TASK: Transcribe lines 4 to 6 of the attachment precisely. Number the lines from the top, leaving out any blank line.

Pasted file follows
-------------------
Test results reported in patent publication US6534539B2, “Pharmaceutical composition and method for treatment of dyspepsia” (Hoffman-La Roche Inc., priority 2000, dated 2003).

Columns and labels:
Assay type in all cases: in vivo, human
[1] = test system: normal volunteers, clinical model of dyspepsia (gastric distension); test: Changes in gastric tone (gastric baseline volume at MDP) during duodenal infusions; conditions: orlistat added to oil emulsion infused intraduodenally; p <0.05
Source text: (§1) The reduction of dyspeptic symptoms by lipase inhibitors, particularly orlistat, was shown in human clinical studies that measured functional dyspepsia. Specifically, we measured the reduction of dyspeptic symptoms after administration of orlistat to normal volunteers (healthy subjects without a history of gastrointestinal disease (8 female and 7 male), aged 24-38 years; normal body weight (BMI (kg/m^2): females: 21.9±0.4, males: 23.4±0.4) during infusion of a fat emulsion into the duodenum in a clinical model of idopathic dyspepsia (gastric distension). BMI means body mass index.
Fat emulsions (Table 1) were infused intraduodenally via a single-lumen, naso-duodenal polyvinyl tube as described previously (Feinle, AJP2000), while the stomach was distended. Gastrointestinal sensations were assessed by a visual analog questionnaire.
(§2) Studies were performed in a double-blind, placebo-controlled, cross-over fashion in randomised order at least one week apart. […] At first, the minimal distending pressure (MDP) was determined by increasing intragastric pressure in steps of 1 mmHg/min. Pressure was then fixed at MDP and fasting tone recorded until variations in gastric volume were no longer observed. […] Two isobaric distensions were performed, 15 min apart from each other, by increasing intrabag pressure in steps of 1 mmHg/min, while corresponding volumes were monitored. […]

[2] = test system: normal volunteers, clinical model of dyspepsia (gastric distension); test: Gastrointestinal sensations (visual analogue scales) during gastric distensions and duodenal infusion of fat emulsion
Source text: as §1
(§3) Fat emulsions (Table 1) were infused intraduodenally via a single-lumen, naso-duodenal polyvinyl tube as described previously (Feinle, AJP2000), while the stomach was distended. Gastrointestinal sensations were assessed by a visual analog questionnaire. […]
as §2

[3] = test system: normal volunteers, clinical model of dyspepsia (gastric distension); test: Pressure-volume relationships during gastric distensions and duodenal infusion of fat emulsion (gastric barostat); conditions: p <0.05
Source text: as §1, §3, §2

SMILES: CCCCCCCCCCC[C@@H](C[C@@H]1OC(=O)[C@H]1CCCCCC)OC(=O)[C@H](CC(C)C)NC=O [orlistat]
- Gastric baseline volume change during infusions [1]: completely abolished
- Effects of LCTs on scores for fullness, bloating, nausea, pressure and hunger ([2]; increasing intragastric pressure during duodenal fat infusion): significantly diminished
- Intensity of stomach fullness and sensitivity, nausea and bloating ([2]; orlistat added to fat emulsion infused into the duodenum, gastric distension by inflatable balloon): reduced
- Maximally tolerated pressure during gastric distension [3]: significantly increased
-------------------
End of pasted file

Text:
[1] = test system: normal volunteers, clinical model of dyspepsia (gastric distension); test: Changes in gastric tone (gastric baseline volume at MDP) during duodenal infusions; conditions: orlistat added to oil emulsion infused intraduodenally; p <0.05
Source text: (§1) The reduction of dyspeptic symptoms by lipase inhibitors, particularly orlistat, was shown in human clinical studies that measured functional dyspepsia. Specifically, we measured the reduction of dyspeptic symptoms after administration of orlistat to normal volunteers (healthy subjects without a history of gastrointestinal disease (8 female and 7 male), aged 24-38 years; normal body weight (BMI (kg/m^2): females: 21.9±0.4, males: 23.4±0.4) during infusion of a fat emulsion into the duodenum in a clinical model of idopathic dyspepsia (gastric distension). BMI means body mass index.
Fat emulsions (Table 1) were infused intraduodenally via a single-lumen, naso-duodenal polyvinyl tube as described previously (Feinle, AJP2000), while the stomach was distended. Gastrointestinal sensations were assessed by a visual analog questionnaire.